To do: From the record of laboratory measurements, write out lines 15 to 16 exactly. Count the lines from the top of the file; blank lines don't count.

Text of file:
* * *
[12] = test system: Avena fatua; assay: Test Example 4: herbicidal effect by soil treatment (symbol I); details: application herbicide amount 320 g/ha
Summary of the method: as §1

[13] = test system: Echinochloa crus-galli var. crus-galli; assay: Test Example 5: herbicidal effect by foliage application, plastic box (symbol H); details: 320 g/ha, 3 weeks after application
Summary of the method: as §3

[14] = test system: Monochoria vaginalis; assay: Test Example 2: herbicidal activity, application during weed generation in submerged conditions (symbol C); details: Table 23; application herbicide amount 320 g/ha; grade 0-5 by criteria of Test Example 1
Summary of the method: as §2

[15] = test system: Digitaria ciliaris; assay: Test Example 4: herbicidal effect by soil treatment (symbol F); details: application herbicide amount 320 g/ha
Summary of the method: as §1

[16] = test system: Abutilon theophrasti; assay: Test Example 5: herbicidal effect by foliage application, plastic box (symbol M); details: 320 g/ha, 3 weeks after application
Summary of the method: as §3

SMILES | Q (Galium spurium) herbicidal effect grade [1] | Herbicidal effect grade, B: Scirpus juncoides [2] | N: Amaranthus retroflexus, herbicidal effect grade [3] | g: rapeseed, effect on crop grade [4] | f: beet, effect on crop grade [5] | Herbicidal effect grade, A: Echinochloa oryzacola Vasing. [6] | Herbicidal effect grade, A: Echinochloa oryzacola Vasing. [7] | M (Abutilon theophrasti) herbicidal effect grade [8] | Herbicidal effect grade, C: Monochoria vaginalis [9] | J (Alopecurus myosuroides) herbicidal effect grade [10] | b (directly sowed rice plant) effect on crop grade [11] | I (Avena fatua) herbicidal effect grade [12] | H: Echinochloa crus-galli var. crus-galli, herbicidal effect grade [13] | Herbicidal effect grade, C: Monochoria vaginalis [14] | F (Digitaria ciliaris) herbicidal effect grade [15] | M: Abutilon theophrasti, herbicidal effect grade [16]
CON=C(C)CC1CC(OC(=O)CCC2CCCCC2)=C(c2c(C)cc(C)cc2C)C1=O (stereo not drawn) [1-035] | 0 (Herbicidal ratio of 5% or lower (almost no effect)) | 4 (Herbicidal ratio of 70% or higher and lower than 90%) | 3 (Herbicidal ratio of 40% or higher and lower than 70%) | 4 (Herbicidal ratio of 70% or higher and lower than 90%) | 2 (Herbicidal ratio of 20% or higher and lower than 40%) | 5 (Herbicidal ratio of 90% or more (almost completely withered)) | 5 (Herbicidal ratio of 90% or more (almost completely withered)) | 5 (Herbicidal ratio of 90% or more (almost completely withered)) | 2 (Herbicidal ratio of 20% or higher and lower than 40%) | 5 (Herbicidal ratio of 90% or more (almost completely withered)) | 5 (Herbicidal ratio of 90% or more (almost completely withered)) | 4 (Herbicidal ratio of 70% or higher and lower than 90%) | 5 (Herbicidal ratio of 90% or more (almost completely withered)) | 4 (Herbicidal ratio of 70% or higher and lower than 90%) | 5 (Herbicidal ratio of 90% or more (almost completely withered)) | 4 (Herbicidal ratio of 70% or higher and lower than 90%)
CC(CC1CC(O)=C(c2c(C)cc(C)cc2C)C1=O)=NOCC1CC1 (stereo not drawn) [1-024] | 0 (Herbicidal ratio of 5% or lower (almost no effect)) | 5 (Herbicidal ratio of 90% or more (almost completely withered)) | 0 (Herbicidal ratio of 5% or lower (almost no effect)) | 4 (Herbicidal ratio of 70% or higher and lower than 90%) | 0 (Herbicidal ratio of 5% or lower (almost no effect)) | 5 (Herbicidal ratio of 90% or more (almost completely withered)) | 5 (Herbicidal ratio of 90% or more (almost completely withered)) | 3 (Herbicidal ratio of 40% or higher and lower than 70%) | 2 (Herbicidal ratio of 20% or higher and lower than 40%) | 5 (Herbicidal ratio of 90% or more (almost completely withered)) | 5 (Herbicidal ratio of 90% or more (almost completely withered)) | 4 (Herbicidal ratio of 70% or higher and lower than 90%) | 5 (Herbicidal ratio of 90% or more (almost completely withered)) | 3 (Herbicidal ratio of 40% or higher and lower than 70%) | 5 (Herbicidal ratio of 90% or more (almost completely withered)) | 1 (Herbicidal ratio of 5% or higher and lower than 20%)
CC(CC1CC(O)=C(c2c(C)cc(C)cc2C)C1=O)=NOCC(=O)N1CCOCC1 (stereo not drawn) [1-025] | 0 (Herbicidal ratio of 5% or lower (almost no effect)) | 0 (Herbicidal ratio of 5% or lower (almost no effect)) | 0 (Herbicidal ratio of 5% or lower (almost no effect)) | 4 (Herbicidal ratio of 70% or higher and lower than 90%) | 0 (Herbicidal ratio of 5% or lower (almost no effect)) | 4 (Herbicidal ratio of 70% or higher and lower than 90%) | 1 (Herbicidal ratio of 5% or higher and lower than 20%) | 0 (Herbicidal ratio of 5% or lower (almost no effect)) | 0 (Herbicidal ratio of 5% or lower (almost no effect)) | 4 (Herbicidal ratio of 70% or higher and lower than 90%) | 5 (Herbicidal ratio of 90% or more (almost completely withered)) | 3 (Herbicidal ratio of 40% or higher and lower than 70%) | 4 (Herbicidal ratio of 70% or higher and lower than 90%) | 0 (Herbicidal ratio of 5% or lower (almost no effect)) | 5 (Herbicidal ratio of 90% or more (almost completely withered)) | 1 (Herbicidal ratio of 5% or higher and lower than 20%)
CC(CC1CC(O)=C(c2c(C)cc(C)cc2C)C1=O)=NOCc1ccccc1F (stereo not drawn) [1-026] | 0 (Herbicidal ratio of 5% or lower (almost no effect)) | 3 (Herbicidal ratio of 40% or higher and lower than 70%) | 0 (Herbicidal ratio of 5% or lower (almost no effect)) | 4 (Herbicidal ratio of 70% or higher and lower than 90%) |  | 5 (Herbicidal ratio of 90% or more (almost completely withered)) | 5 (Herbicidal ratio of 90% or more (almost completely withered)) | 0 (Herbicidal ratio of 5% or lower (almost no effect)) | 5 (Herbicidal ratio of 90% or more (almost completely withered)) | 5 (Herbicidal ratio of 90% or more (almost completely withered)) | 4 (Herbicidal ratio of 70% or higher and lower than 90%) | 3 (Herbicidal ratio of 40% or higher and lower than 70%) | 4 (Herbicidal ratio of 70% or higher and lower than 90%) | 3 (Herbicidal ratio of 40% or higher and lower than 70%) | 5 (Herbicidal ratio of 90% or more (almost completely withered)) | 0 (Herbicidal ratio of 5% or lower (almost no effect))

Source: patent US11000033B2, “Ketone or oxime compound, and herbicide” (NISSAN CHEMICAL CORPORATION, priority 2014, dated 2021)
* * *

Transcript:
CC(CC1CC(O)=C(c2c(C)cc(C)cc2C)C1=O)=NOCc1ccccc1F (stereo not drawn) [1-026] | 0 (Herbicidal ratio of 5% or lower (almost no effect)) | 3 (Herbicidal ratio of 40% or higher and lower than 70%) | 0 (Herbicidal ratio of 5% or lower (almost no effect)) | 4 (Herbicidal ratio of 70% or higher and lower than 90%) |  | 5 (Herbicidal ratio of 90% or more (almost completely withered)) | 5 (Herbicidal ratio of 90% or more (almost completely withered)) | 0 (Herbicidal ratio of 5% or lower (almost no effect)) | 5 (Herbicidal ratio of 90% or more (almost completely withered)) | 5 (Herbicidal ratio of 90% or more (almost completely withered)) | 4 (Herbicidal ratio of 70% or higher and lower than 90%) | 3 (Herbicidal ratio of 40% or higher and lower than 70%) | 4 (Herbicidal ratio of 70% or higher and lower than 90%) | 3 (Herbicidal ratio of 40% or higher and lower than 70%) | 5 (Herbicidal ratio of 90% or more (almost completely withered)) | 0 (Herbicidal ratio of 5% or lower (almost no effect))

Source: patent US11000033B2, “Ketone or oxime compound, and herbicide” (NISSAN CHEMICAL CORPORATION, priority 2014, dated 2021)